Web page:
ἡ, A = ἀνυδρία, Pl.Lg.844a, Thphr.HP8.6.6.
ἀϋδρία: ἡ, = ἀνυδρία, Πλάτ. Νόμ. 844Α, Βεκκ.
ἀϋδρία or ἀυδρία? And there's the additional complication of those ancient (usually late) authors who spell it (properly, they thought) with the movable nu, since the alpha privative occurs before a vowel (ἀνυδρία, "lack of water"). As for ἀυδρία vs. ἀϋδρία, Plato manuscripts show the former, Theophrastus manuscripts (Historia plantarum 18.104.22.168) the latter. Plato and Theophrastus had no diaeresis-sign, and no need for it, so it's really a question of taste for medieval scribes. My preference would be for the most simple: ἀυδρία.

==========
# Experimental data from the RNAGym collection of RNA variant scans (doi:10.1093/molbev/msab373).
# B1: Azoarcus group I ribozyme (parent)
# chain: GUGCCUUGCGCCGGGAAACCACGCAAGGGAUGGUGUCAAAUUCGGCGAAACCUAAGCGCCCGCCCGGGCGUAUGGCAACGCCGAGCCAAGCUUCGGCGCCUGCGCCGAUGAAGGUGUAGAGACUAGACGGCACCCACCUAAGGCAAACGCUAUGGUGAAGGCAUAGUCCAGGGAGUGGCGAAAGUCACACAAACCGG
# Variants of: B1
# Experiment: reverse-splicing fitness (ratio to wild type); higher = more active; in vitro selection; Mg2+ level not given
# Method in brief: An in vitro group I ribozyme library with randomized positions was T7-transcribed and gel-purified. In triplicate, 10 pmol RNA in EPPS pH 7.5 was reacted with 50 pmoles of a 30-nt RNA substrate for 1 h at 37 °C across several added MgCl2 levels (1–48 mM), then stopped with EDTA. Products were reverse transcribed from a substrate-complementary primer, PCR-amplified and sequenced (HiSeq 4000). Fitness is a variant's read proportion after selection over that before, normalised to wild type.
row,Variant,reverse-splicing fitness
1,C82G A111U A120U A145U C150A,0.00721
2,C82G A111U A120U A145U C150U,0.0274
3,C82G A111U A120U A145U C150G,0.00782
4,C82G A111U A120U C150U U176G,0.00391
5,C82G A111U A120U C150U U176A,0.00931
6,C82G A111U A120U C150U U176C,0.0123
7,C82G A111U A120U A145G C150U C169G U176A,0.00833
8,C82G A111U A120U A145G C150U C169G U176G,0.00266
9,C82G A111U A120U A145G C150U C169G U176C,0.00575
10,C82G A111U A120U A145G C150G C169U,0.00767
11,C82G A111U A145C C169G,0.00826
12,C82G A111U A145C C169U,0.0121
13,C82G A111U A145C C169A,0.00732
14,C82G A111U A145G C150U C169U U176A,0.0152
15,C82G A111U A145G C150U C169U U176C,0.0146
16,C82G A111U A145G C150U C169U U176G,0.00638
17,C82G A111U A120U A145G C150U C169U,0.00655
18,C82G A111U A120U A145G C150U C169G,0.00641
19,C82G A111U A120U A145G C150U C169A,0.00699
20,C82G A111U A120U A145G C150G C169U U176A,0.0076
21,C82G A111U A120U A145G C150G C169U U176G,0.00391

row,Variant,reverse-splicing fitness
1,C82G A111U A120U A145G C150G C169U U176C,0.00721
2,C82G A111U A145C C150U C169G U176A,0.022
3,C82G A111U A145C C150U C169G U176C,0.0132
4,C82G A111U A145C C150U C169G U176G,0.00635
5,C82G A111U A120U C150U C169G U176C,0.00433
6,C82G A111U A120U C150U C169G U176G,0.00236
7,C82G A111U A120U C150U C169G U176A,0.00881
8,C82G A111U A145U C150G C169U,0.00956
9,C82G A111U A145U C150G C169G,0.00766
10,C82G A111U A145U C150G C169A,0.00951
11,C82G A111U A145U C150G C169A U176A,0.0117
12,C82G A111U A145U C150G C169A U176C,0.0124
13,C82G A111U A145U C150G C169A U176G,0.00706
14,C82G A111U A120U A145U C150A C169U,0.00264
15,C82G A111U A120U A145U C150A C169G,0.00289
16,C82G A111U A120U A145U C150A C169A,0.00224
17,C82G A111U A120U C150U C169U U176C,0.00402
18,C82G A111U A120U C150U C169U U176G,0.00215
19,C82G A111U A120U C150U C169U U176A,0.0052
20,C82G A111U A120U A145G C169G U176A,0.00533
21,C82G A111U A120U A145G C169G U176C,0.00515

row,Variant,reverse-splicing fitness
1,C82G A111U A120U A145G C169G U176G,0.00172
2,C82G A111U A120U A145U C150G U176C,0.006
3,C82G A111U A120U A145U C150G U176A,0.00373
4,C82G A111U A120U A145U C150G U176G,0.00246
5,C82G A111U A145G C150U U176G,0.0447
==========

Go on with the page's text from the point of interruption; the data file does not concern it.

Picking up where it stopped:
Additional observation: the disappearance in late antiquity of the initial rough breathing (dasia) of ὗδωρ, "water," might have inspired the need for the insertion of nu-movable — so an-ydria instead of the former a-hydria. The same could perhaps be said of the medieval scribe(s) of Theophrastus, for whom the diaeresis was a necessary sign that the now-unaspirated upsilon did not make a diphthong with the preceding alpha. Bill Berg